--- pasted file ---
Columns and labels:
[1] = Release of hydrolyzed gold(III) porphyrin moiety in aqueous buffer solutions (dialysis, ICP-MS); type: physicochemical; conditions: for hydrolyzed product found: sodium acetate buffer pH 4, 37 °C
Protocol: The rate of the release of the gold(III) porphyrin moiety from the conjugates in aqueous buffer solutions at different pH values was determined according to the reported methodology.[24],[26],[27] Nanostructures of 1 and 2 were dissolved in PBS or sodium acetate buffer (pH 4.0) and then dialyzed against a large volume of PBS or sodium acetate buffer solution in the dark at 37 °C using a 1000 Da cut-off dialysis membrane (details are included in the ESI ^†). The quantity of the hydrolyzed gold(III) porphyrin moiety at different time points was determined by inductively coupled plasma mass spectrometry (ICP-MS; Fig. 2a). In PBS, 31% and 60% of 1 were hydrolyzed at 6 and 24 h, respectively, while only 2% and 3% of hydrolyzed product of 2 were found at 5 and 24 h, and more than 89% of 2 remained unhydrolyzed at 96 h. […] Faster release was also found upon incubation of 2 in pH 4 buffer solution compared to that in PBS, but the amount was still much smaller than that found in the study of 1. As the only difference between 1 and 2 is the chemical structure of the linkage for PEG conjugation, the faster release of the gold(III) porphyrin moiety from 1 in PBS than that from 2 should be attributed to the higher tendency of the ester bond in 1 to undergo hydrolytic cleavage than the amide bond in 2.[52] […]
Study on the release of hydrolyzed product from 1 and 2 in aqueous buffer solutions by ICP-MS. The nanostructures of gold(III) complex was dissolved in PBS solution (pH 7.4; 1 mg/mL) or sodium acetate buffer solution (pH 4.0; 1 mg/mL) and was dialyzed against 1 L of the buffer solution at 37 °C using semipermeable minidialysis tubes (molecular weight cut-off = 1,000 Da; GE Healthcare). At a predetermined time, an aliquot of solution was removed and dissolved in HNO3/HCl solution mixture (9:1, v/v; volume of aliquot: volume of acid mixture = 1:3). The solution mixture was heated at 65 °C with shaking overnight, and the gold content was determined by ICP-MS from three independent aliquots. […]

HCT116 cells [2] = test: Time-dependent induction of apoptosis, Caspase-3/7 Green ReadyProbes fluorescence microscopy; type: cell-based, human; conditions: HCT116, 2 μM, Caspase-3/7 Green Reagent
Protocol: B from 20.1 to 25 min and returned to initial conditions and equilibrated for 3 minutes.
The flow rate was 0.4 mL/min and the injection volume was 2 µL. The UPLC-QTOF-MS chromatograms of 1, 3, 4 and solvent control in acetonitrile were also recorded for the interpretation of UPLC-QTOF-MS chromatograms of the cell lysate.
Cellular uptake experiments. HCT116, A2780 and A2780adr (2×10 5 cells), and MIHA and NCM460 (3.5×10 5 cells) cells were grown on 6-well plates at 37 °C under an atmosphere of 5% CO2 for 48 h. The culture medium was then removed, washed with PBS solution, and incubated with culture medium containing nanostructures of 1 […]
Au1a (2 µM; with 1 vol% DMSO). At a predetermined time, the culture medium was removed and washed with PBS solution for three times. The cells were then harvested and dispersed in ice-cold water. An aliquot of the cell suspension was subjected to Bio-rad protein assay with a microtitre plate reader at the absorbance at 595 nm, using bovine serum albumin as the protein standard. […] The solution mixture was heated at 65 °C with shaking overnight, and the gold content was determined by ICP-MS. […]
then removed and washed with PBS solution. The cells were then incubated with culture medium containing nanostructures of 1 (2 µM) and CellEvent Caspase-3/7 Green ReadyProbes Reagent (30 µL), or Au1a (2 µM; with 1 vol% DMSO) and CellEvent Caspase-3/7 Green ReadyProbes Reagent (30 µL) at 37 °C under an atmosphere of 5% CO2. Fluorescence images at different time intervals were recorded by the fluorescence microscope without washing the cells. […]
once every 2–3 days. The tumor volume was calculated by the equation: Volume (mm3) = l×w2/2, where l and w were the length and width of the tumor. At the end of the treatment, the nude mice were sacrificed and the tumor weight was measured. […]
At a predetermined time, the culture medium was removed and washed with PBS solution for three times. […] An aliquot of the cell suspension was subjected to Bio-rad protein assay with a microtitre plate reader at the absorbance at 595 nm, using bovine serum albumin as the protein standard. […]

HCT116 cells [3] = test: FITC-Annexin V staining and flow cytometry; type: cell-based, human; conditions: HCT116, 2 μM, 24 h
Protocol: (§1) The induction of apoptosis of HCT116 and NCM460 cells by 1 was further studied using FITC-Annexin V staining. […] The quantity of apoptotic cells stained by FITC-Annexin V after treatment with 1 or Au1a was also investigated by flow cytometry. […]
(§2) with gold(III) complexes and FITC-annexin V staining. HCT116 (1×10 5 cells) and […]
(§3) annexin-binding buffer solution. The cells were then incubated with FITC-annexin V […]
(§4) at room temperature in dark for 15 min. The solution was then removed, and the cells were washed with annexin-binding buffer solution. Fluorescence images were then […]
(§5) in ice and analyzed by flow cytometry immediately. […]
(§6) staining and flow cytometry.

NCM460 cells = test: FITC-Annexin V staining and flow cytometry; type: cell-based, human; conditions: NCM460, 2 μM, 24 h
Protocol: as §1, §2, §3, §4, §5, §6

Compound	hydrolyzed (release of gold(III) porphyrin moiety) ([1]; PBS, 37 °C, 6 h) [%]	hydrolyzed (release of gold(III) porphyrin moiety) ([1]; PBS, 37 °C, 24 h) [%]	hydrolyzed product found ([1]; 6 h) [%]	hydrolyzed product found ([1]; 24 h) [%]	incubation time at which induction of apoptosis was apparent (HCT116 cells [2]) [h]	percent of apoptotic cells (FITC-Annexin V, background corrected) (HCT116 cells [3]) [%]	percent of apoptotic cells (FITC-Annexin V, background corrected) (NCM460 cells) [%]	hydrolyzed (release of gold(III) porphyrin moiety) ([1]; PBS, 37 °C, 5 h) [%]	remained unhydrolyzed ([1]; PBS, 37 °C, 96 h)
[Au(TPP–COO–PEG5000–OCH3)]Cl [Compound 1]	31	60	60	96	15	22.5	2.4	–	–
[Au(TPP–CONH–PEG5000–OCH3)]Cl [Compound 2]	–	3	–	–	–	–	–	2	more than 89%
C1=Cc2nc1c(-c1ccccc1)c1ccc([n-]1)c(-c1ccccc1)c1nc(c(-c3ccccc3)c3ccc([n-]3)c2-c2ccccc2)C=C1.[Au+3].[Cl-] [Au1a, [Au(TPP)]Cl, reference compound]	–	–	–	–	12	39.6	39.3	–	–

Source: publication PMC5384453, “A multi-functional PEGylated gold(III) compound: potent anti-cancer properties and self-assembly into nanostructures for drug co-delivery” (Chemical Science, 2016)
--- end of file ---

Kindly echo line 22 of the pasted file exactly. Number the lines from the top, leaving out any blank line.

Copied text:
Compound	hydrolyzed (release of gold(III) porphyrin moiety) ([1]; PBS, 37 °C, 6 h) [%]	hydrolyzed (release of gold(III) porphyrin moiety) ([1]; PBS, 37 °C, 24 h) [%]	hydrolyzed product found ([1]; 6 h) [%]	hydrolyzed product found ([1]; 24 h) [%]	incubation time at which induction of apoptosis was apparent (HCT116 cells [2]) [h]	percent of apoptotic cells (FITC-Annexin V, background corrected) (HCT116 cells [3]) [%]	percent of apoptotic cells (FITC-Annexin V, background corrected) (NCM460 cells) [%]	hydrolyzed (release of gold(III) porphyrin moiety) ([1]; PBS, 37 °C, 5 h) [%]	remained unhydrolyzed ([1]; PBS, 37 °C, 96 h)